Do you have any idea how many hours a day you spend sitting? I recently asked a friend that question and she was quick to respond: “Hours? Sitting? I don’t have time to sit around doing nothing!” I assured her I wasn’t accusing her of being lazy and explained that I was actually asking a very relevant question.
How would you answer the same question? Think about it. How long is your commute? How many hours a day do you sit at your desk? When you’re at home, how many hours do you sit while watching TV, reading a book, or working on your computer?
It turns out that my friend—like many people who took a recent survey—spends up to 12 hours a day sitting. When you add in all the hours you spend sleeping, that’s an amazing 19 to 20 hours a day of being physically sedentary. Your mind might be active during some or even most of this time, but your body isn’t.
This lack of activity has become such an issue that it has a name: Sit-itis Syndrome. This lack of activity can increase your risk for obesity, insulin resistance, diabetes and metabolic syndrome. And to make matters worse, there’s mounting evidence that even if you exercise for an hour a day, it won’t undo the damage that results from prolonged periods of inactivity.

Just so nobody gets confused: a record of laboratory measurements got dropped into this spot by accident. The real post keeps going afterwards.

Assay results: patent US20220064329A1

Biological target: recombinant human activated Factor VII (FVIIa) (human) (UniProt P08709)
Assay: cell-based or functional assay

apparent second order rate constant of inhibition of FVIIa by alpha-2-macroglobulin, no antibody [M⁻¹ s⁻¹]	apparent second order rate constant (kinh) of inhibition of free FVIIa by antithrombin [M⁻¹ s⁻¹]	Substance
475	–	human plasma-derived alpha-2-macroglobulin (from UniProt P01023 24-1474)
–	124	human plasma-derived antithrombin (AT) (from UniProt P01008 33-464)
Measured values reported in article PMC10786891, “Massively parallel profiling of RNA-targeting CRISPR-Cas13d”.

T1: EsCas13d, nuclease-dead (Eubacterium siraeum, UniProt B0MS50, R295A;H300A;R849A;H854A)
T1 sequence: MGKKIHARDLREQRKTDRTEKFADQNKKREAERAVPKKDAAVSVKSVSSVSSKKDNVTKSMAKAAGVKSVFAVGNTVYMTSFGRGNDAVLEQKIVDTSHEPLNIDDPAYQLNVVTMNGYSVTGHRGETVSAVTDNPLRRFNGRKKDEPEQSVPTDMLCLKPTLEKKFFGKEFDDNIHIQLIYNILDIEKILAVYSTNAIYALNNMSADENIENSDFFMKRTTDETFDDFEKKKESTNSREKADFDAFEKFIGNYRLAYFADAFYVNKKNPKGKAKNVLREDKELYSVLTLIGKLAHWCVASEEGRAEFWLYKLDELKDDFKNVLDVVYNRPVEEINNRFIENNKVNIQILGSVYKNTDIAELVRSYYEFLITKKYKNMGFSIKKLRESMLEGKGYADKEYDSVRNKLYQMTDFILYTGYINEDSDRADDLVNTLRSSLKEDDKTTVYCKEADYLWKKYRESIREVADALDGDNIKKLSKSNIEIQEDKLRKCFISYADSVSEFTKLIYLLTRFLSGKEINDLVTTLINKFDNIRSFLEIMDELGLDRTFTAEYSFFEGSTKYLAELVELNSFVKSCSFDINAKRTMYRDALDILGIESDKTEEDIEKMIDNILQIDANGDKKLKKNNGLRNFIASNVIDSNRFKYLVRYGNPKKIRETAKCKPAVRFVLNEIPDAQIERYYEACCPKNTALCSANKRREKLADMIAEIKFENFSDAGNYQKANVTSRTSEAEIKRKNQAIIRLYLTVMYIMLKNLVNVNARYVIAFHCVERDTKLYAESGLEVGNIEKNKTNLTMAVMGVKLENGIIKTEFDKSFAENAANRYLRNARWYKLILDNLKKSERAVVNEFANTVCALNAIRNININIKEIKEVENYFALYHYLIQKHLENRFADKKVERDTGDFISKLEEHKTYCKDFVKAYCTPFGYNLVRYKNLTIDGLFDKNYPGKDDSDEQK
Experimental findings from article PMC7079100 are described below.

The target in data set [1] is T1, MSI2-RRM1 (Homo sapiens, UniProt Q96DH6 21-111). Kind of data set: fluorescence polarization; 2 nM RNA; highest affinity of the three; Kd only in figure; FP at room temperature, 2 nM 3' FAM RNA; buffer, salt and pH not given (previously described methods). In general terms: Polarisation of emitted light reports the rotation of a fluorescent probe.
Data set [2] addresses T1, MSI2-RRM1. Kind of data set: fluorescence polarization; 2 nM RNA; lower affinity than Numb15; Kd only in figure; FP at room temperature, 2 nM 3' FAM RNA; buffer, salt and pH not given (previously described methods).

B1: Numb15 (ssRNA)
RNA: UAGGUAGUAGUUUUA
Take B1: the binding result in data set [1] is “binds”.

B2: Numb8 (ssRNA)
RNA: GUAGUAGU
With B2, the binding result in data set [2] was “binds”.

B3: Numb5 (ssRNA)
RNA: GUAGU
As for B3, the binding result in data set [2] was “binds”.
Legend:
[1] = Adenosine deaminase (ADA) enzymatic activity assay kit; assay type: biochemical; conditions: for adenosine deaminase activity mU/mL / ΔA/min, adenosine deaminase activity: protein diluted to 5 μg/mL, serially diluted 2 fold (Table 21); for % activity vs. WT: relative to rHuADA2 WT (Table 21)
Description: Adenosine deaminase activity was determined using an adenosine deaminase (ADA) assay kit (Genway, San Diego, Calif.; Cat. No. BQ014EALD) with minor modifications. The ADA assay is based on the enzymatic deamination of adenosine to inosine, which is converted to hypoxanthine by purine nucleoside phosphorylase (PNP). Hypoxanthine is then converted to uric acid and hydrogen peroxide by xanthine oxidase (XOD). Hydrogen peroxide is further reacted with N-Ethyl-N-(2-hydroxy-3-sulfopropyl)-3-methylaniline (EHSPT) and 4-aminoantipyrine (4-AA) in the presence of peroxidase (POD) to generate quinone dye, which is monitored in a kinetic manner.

Back in the 1950’s, there was a fascinating study done in England that compared the health of bus conductors who stood all day with bus drivers who sat on the job. Guess what they discovered? The sedentary bus drivers had double the risk of developing heart disease as the bus conductors who were physically active at work.
We’re becoming a nation of bus drivers—and that’s a scary thought! Fortunately, the solution to this sorry state of affairs is one you can implement today: Stand up and get moving! Up-to-the-minute research shows that moving more and engaging in any form of movement—including everyday activities like housework and even fidgeting—lowers our risk for disease.
A team of Australian researchers found that doing nothing more than taking extra breaks from sitting resulted in a smaller waist, reduced Body Mass Index and lower blood sugar levels after eating. The participants in that study made no changes to their diet. Just imagine what you can achieve when you combine more movement with a sensible eating plan like the one featured in The New Lean for Life!